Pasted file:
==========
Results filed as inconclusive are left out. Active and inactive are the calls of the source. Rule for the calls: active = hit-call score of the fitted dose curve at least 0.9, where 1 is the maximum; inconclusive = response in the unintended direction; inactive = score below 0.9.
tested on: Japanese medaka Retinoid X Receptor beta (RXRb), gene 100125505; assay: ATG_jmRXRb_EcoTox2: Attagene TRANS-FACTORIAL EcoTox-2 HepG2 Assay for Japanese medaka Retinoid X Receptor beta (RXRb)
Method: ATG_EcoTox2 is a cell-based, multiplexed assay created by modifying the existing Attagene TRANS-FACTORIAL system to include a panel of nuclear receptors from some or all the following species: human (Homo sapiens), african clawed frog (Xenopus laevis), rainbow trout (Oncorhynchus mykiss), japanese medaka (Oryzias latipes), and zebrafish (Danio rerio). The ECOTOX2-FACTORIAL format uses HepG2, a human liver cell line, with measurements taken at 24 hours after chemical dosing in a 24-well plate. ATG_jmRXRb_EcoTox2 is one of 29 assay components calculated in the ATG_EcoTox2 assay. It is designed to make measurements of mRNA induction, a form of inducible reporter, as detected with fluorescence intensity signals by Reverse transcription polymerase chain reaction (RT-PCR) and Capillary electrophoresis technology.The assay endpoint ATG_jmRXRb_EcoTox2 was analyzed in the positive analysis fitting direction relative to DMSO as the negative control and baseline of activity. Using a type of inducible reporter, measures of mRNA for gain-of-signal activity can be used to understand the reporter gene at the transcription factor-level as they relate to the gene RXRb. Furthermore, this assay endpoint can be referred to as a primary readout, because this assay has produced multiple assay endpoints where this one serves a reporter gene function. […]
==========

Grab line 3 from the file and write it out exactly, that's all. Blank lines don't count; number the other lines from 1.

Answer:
Method: ATG_EcoTox2 is a cell-based, multiplexed assay created by modifying the existing Attagene TRANS-FACTORIAL system to include a panel of nuclear receptors from some or all the following species: human (Homo sapiens), african clawed frog (Xenopus laevis), rainbow trout (Oncorhynchus mykiss), japanese medaka (Oryzias latipes), and zebrafish (Danio rerio). The ECOTOX2-FACTORIAL format uses HepG2, a human liver cell line, with measurements taken at 24 hours after chemical dosing in a 24-well plate. ATG_jmRXRb_EcoTox2 is one of 29 assay components calculated in the ATG_EcoTox2 assay. It is designed to make measurements of mRNA induction, a form of inducible reporter, as detected with fluorescence intensity signals by Reverse transcription polymerase chain reaction (RT-PCR) and Capillary electrophoresis technology.The assay endpoint ATG_jmRXRb_EcoTox2 was analyzed in the positive analysis fitting direction relative to DMSO as the negative control and baseline of activity. Using a type of inducible reporter, measures of mRNA for gain-of-signal activity can be used to understand the reporter gene at the transcription factor-level as they relate to the gene RXRb. Furthermore, this assay endpoint can be referred to as a primary readout, because this assay has produced multiple assay endpoints where this one serves a reporter gene function. […]